City Building to Get Residential Makeover

22 Reade courtesy Google MapsThe city-owned 22 Reade (comprising 14-22 Reade, at the corner of Elk) was one of three buildings—along with 346 Broadway (a.k.a. 108 Leonard) and 49-51 Chambers—that the Bloomberg administration decided to sell to developers. I would’ve thought that it had long ago been handed over to the Hoeg Corporation, but the website at features the “22 Reade Street Purchase Proposal,” dated April 2016, directed to the New York City Department of Citywide Administrative Services and the New York City Economic Development Corporation.

Hoeg and Bizzi & Partners Development will pay $28 million for the building; the deal includes the creation of the African Cultural History Museum, to go along with the existing African Burial Ground National Monument, directly north of the building. From the proposal: “Our offer includes a minimum of 5,000 usable square feet for an African Arts Museum that integrates the African Burial Ground Memorial, or an alternate use based on the City’s input. […] Our team is experienced, diverse, and MWBE owned. The Hoeg Corporation is an African American owned development firm with a long history and intimate knowledge of the site. Rodney Leon, our team’s architect, designed the African Burial Ground Memorial and will work closely with our engineering team.”

The renderings offer more information. The easternmost building (14 Reade?), which runs along Elk, is getting a new façade, and the first three floors appear to be getting reduced to two. (I’ve included current photos for comparison.) Second, the brick backside of 14-22 Reade will be replaced with a bland curtain wall and a column of windows. And the entire development could be getting a rooftop terrace and/or a penthouse addition. The building is landmarked, so this plan has to get the Landmarks Preservation Commission’s approval.

22 Reade rendering south side copy (1)22 reade facade22 Reade north side renderingcourtesy African Burial Ground National Monument



  1. This is a great project for TriBeCa and it’s great to see that the space is going to be used for such a wonderful purpose.

  2. I can’t imagine the Landmarks Commission would approve such architecturally inappropriate alterations to these historic buildings.

    • Jeremy,

      Thanks for your feedback. I think “inappropriate” is far too strong, but I appreciate your point. This rendering gives a bit of a false impression, actually, our goal would be creating a new building that retains essentially all of 22 Reade’s LPC features. Ideally the buildings would actually look the same (with technical improvements). In these renderings, the building looks different in large part due to the coloring of the brick on the northern wall. It would remain red.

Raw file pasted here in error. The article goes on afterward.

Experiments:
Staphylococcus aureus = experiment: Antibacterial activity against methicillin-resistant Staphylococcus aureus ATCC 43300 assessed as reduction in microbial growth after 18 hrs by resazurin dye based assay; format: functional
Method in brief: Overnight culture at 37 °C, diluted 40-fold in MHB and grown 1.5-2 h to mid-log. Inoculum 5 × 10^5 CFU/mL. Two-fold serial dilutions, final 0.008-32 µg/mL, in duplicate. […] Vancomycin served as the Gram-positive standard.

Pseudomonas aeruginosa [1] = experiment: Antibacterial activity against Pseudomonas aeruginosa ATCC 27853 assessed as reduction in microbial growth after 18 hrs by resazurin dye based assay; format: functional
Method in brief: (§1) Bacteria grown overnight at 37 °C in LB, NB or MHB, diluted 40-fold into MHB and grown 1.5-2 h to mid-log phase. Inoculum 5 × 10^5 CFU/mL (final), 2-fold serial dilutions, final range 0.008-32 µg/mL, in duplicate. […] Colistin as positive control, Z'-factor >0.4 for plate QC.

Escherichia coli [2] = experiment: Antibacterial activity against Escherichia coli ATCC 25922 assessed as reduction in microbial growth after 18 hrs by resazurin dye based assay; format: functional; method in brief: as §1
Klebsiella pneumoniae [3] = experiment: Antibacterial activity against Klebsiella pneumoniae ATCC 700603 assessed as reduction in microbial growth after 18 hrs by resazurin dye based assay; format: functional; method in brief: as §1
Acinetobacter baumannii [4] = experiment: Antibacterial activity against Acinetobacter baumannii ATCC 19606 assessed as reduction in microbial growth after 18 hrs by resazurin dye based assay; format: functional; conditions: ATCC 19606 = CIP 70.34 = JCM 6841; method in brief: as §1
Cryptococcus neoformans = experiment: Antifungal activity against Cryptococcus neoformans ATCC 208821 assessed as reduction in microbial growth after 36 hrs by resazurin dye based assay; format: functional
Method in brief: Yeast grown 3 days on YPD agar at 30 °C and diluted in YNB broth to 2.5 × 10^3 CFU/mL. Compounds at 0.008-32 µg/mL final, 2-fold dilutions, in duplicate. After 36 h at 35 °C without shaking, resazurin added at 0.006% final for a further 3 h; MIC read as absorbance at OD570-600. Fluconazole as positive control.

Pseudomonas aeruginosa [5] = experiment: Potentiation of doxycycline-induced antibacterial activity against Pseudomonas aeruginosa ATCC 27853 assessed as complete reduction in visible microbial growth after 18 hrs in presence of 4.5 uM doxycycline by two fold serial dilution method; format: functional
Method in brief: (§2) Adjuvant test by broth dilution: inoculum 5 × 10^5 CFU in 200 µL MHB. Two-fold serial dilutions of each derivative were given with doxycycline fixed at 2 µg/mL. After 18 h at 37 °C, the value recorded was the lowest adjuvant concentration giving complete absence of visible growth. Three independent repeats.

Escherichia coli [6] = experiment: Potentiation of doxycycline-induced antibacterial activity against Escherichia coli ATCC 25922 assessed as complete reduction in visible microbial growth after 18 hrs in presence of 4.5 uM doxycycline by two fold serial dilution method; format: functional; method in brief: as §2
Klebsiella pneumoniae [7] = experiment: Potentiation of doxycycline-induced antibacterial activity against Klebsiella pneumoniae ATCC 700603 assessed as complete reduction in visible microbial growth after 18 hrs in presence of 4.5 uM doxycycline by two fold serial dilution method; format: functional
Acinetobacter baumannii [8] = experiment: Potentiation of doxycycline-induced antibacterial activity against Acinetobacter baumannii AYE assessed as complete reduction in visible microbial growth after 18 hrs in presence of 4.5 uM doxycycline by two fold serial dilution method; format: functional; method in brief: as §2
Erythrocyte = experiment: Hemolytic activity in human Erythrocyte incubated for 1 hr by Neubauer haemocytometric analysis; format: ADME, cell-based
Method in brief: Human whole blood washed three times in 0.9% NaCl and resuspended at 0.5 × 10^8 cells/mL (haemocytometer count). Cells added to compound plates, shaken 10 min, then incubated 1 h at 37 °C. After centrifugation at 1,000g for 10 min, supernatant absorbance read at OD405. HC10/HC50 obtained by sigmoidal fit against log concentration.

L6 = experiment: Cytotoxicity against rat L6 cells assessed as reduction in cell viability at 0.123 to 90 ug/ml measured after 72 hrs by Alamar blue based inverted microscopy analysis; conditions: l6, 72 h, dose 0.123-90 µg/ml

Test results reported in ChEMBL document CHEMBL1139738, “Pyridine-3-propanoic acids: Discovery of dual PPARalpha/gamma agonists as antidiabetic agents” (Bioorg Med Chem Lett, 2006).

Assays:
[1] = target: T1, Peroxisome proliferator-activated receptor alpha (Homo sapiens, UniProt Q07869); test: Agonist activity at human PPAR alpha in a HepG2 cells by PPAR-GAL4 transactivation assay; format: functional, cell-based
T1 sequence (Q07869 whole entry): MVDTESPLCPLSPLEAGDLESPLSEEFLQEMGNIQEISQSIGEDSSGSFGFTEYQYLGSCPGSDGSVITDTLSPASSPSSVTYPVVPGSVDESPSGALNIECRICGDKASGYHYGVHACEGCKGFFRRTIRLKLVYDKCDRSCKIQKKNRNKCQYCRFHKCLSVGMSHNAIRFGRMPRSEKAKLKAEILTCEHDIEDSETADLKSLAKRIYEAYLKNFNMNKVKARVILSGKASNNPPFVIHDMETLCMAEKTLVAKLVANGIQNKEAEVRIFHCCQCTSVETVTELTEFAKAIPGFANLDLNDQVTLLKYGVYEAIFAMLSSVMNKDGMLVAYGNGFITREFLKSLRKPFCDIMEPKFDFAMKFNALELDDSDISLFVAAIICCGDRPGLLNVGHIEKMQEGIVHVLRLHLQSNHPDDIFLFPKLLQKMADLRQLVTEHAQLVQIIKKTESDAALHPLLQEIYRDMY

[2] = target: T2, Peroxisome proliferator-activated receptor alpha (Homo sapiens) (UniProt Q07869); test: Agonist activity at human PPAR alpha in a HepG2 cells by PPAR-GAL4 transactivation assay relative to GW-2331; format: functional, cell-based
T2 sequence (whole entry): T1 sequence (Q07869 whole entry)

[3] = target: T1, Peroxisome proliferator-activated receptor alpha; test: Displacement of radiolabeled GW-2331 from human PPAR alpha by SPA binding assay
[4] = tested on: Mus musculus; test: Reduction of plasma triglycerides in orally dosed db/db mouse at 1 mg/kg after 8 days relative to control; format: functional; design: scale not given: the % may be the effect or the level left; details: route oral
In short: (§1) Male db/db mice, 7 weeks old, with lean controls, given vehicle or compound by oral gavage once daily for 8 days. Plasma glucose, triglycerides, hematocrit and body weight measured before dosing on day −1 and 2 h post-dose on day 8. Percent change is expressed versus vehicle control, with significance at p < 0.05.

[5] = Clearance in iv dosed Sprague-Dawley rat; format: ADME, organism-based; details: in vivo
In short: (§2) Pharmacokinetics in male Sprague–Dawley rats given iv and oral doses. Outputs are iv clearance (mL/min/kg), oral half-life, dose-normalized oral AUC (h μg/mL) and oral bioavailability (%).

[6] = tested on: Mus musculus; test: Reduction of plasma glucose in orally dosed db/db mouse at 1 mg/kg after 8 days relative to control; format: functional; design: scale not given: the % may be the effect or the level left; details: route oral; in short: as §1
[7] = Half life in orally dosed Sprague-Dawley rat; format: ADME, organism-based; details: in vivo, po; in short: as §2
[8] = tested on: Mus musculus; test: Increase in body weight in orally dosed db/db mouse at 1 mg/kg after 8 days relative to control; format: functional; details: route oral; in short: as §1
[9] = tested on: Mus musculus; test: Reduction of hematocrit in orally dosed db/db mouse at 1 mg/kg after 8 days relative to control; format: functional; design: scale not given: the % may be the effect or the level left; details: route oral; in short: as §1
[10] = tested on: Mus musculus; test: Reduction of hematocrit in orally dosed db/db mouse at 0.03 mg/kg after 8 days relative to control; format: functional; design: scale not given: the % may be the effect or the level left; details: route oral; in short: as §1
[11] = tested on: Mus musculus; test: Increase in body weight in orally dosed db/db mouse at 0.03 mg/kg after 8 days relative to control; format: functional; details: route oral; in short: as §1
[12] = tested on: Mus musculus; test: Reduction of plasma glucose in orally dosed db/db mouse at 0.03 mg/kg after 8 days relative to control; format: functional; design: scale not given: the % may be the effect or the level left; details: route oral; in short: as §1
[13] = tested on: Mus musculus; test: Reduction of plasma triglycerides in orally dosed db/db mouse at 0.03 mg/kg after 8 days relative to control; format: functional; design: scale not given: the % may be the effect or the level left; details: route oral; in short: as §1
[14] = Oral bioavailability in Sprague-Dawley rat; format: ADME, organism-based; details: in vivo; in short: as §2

The buildings would be redeveloped in a very LPC friendly way. By improving structural problems and introducing a publicly accessible and open ground floor, we would introduce a lot more light and air to the Burial Ground Memorial and improve accessibility in that area.

      We’ve gone through an exhaustive exercise to decide how to best utilize the LPC features: the iron work, cast facades, the brick, and the 3 buildings’ merged design. We’d be targeting an adaptive-reuse-renewal approach, where we could use the historic features to complement a new, efficient green building; incorporating a large eductional, cultural, or museum facility.

      This is a very early stage and we’re trying to create a dialogue to engage with the City and community on this project. So even if you don’t necessarily like the design, I hope you appreciate our goal of putting an under utilized space into play as a cultural center or live-work-learn space, and continue the conversation with a City representative, because I’d really like to see movement on this project.


      • wow an actual thoughtful response. thanks dan hoeg! it seems liike ur 1 the few developers who actually cares what gets built.

        good luck! i hope we get to see you do something there soon.

  3. This would have been good for the area. It’s a mess now, I was walking by it today, looms oppressively

  4. I actually work in the building now. Wonder if the deal went through?

    • I still have HRP meetings there too. Let me know when they starting clearing out the conference room so we can snag the Herman Miller chairs.